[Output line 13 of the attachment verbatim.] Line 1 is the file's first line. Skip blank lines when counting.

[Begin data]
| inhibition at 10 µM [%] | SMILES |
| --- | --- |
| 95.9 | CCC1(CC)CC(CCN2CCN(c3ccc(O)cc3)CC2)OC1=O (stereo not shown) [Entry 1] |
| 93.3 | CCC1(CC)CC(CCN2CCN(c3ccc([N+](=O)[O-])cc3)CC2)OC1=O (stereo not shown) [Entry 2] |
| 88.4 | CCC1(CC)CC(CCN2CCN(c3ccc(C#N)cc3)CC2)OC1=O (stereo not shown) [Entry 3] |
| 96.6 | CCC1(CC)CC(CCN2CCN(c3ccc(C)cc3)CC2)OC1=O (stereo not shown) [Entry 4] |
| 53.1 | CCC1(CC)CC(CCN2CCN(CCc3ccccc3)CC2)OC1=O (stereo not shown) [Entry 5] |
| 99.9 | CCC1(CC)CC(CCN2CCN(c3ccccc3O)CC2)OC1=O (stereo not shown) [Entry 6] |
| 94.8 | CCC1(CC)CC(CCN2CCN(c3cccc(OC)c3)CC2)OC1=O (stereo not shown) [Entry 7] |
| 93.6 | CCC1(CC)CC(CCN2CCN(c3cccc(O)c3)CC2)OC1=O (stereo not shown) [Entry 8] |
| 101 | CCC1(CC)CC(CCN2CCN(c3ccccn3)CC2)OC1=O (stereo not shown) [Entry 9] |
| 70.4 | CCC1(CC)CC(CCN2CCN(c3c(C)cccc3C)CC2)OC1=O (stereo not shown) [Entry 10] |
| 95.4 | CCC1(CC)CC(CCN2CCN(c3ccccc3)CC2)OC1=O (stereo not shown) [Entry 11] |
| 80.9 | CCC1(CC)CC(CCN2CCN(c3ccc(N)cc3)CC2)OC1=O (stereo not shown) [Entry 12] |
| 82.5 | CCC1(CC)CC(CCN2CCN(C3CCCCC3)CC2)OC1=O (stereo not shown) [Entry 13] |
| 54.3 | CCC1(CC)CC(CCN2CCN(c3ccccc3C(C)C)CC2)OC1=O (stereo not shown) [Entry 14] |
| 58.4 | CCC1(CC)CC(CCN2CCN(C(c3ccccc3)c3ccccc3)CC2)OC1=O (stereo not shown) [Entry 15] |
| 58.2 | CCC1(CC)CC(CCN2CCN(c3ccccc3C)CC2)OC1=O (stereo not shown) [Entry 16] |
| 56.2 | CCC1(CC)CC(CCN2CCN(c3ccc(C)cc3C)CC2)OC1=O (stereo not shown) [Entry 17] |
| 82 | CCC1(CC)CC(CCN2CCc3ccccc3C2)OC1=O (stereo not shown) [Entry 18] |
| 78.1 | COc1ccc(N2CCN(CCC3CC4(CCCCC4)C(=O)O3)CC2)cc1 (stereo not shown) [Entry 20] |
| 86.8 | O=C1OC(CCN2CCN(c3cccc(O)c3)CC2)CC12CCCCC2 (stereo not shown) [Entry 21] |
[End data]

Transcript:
| 95.4 | CCC1(CC)CC(CCN2CCN(c3ccccc3)CC2)OC1=O (stereo not shown) [Entry 11] |